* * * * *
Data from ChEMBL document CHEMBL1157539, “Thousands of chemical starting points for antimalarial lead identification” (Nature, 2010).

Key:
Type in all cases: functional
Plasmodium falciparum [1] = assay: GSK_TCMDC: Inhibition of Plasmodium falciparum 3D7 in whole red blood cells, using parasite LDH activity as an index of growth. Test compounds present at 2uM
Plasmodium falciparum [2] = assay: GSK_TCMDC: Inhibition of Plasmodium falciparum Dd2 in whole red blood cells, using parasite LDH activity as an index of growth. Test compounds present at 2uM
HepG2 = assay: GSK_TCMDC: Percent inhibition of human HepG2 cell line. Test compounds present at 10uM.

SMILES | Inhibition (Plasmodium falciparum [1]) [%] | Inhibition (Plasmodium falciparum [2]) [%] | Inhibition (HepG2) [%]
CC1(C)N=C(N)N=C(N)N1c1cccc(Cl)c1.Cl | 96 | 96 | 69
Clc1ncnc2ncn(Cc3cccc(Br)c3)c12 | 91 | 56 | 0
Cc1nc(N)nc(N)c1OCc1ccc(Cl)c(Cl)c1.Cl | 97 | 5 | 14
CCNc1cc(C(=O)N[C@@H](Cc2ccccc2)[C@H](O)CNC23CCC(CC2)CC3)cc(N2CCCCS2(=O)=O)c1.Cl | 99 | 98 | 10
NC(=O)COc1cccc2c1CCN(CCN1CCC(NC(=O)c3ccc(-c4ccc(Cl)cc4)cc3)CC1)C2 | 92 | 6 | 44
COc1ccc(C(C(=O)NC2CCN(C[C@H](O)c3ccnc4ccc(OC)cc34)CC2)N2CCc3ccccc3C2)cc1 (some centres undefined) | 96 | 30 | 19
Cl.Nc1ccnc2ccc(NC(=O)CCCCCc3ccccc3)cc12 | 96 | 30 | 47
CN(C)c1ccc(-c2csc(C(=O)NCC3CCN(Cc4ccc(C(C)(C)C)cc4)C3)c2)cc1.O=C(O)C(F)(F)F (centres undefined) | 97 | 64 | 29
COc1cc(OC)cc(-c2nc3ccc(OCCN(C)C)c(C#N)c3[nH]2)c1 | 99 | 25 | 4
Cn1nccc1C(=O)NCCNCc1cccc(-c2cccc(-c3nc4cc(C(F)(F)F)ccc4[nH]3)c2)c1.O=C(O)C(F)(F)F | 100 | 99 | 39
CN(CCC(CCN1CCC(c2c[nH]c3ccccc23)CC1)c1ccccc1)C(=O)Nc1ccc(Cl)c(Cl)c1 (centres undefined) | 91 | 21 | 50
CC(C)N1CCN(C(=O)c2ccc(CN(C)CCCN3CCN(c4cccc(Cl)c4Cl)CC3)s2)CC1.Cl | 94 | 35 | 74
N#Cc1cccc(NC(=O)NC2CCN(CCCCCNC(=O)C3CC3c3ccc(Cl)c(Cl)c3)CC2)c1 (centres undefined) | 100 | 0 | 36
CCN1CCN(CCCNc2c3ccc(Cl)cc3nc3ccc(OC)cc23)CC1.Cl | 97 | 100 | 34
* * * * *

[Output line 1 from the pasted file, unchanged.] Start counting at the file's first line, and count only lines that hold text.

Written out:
Data from ChEMBL document CHEMBL1157539, “Thousands of chemical starting points for antimalarial lead identification” (Nature, 2010).